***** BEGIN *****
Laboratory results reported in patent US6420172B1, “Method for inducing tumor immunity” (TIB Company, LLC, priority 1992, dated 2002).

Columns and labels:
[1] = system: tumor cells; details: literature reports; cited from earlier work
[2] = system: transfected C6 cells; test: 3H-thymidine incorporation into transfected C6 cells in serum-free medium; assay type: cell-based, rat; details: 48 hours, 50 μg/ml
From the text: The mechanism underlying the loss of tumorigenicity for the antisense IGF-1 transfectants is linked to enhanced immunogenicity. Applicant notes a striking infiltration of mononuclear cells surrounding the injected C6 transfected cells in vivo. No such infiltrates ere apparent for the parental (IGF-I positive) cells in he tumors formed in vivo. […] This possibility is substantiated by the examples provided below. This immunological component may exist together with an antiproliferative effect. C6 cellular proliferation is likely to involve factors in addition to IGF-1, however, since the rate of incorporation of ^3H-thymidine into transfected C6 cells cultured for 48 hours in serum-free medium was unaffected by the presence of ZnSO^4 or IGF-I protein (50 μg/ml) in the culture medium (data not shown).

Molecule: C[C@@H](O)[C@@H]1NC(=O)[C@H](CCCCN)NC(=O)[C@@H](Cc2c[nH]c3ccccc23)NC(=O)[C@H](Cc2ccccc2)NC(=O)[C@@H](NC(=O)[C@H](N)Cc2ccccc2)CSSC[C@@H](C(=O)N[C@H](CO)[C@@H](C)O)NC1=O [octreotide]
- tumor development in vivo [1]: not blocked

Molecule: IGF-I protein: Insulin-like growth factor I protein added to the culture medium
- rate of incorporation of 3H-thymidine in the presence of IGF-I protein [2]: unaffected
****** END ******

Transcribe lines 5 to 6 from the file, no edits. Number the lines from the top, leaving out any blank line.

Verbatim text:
From the text: The mechanism underlying the loss of tumorigenicity for the antisense IGF-1 transfectants is linked to enhanced immunogenicity. Applicant notes a striking infiltration of mononuclear cells surrounding the injected C6 transfected cells in vivo. No such infiltrates ere apparent for the parental (IGF-I positive) cells in he tumors formed in vivo. […] This possibility is substantiated by the examples provided below. This immunological component may exist together with an antiproliferative effect. C6 cellular proliferation is likely to involve factors in addition to IGF-1, however, since the rate of incorporation of ^3H-thymidine into transfected C6 cells cultured for 48 hours in serum-free medium was unaffected by the presence of ZnSO^4 or IGF-I protein (50 μg/ml) in the culture medium (data not shown).

Molecule: C[C@@H](O)[C@@H]1NC(=O)[C@H](CCCCN)NC(=O)[C@@H](Cc2c[nH]c3ccccc23)NC(=O)[C@H](Cc2ccccc2)NC(=O)[C@@H](NC(=O)[C@H](N)Cc2ccccc2)CSSC[C@@H](C(=O)N[C@H](CO)[C@@H](C)O)NC1=O [octreotide]